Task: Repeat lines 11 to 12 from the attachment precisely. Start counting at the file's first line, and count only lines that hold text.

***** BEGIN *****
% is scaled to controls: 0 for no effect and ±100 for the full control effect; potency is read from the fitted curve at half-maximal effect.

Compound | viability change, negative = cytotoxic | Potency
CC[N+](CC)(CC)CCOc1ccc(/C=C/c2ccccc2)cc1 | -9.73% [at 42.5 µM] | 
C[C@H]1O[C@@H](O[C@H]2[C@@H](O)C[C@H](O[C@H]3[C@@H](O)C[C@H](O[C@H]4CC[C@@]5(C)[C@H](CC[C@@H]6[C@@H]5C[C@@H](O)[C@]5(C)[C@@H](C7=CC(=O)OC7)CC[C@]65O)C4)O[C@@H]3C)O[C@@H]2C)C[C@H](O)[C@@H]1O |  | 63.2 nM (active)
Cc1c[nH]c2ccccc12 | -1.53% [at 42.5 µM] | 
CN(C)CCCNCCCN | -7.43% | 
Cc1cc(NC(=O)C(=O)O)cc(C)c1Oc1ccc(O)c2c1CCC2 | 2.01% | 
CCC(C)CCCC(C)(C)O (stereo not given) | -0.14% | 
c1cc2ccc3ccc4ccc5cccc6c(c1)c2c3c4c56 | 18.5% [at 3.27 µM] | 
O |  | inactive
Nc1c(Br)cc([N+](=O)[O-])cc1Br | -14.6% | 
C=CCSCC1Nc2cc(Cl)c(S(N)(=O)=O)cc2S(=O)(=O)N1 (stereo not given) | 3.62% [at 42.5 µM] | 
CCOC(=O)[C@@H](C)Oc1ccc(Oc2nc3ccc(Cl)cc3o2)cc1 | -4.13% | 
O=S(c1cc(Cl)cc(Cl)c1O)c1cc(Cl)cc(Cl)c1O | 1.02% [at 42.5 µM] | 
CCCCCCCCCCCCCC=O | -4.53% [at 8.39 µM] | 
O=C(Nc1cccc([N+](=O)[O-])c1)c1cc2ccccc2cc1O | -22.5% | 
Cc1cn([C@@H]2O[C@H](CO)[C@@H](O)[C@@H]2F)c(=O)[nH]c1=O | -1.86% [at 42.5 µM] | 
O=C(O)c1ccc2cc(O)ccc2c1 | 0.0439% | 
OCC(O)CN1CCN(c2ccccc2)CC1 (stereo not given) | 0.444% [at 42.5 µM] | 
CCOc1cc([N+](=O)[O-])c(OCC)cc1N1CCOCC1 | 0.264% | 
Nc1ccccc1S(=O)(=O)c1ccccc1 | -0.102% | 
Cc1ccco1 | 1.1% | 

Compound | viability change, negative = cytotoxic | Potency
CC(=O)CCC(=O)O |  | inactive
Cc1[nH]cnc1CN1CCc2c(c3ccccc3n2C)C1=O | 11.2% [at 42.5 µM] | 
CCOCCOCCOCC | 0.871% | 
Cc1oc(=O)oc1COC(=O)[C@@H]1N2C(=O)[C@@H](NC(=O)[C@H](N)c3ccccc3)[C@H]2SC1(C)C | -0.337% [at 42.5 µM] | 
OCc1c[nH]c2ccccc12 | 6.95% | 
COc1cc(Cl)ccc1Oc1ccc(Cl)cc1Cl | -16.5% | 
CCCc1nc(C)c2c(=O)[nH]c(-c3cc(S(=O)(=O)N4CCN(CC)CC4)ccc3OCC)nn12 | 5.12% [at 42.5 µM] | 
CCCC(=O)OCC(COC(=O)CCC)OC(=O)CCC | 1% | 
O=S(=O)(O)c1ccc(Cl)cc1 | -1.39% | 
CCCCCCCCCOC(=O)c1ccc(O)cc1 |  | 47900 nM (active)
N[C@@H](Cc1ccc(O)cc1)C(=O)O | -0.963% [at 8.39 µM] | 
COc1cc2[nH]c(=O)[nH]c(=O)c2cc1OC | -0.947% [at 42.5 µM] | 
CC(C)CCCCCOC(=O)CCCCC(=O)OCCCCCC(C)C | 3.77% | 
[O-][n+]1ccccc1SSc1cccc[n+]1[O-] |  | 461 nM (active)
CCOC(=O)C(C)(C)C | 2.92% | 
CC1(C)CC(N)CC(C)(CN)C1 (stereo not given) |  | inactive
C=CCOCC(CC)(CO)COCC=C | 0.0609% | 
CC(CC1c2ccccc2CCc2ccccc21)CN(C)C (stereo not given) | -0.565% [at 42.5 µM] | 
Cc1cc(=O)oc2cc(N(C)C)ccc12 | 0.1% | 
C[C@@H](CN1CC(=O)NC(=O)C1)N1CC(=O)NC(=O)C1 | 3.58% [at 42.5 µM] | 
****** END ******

Nc1c(Br)cc([N+](=O)[O-])cc1Br | -14.6% | 
C=CCSCC1Nc2cc(Cl)c(S(N)(=O)=O)cc2S(=O)(=O)N1 (stereo not given) | 3.62% [at 42.5 µM] | 